Sometimes the numbers don’t add up.
In a recent article the Times pointed out a little problem with a new bio-fuel plant about to open in the UK.
“Britain’s self-sufficiency in wheat will end next year, because a giant new bio-fuel refinery needs so much of the staple crop that home-grown supplies will be exhausted feeding both the factory and the nation…Britain could become a net importer of the crop for the first time in its history, (“Hunger for bio-fuels will gobble up wheat surplus,” the Times, Monday October 5 2009).
How this little detail escaped public notice or the careful eyes of the engineers at the plant is a mystery to me. Or, perhaps they knew about it from the beginning, but in their eagerness to develop the technology for this alternative fuel, simply ignored it?
My father-in-law has worked in the oil refining business all his life and is not shy with his opinions about alternative fuels. He also has the annoying habit of trying to work things out based on the numbers rather than his feelings. Engineers and accountants are like that.
“Anyone who’s worked with bio-fuels can tell you that the manufacturing process is totally inefficient. It takes three gallons of fossil fuel to make four gallons of bio-fuel. The ratio for oil is one gallon for four gallons. No one ever talks about the costs involved in developing and manufacturing alternative energies.”
Perhaps he is somewhat biased, but he raises good questions. “How much does it cost to build and maintain a wind turbine? How much energy is actually created by solar panels relative to the cost of manufacturing and retrofitting old buildings? How much coal do you have to burn to recharge an electric car?”
Yes, bio-fuels do produce fewer carbon emissions, but what is the carbon footprint of the tractors and combines used to plant and harvest all the extra wheat? How much diesel is burned just to produce the “bio” part of the fuel? What are the numbers here?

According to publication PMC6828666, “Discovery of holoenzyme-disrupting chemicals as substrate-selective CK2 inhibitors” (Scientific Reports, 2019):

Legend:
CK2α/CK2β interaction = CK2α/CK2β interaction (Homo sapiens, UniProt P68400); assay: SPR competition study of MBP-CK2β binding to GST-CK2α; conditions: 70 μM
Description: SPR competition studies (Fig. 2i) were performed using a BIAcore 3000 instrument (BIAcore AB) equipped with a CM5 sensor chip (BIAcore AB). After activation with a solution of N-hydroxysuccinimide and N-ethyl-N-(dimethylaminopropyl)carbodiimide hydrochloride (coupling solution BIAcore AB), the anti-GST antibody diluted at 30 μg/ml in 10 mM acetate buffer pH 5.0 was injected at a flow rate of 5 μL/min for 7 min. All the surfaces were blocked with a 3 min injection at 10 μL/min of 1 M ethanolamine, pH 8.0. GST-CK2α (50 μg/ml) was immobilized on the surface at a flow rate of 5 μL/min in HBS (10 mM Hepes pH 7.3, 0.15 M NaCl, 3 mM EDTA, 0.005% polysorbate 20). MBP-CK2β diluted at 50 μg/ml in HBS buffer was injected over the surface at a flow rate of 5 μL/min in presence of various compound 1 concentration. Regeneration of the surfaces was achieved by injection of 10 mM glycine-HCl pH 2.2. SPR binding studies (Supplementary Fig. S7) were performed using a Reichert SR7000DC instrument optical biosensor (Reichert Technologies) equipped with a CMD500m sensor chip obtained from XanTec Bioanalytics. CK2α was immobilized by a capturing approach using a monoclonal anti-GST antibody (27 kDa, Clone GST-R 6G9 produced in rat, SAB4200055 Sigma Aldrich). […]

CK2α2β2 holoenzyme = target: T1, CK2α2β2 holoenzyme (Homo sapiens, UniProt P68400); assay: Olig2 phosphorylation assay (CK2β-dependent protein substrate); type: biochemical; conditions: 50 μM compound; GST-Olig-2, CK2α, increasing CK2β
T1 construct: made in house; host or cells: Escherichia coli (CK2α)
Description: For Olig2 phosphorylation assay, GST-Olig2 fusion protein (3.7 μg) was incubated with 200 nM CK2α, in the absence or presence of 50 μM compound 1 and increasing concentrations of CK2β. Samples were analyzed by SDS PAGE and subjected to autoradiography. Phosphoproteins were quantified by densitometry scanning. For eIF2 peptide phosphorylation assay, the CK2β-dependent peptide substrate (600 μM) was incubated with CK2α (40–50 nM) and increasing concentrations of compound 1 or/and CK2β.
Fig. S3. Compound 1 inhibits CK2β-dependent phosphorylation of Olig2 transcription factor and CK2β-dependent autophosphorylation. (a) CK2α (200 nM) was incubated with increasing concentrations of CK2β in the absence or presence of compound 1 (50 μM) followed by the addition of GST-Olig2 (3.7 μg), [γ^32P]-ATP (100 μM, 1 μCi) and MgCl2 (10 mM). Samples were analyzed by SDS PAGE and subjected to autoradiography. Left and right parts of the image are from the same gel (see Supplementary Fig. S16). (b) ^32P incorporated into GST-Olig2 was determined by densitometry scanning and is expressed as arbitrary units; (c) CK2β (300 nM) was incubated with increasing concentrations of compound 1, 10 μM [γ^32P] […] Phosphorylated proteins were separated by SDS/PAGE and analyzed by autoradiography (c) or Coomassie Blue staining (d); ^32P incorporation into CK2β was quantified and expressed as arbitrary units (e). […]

Even one of the greenies admits concerns about bio-fuels. “A spokesman for the Friends of the Earth said that the organization is opposed to the use of bio-fuels in petrol. ‘Using wheat for fuel involves the displacement of agricultural land used for food production. At the end of that replacement chain you need to create new farmland and that usually means cutting down forests.’”
Oh, I see.
What do the numbers tell us and why are those figures not shared with the public? Perhaps they are and I’m just missing them. What I can’t miss is the near constant complaining I hear about the damaging effects of our insatiable appetite for fossil fuels.
There is an image used by one of the charities over here. It’s a picture of an African woman raising a hoe to chop into the parched and hardened clay of her garden so she can plant a few seeds. The caption, “Four years of drought makes her harvest doubtful.”
It’s a good organization that has provided aid for countless souls. But, they are really into the “climate change” problem and the message of the ad is quite simple: “The drought is our fault and we’re making it worse by ignoring our contribution to global climate change.”
Their answer seems to be the development of more alternative fuels. But, wouldn’t it be easier just to send her some of our extra wheat instead of dumping it into the ovens needed to make bio-fuel?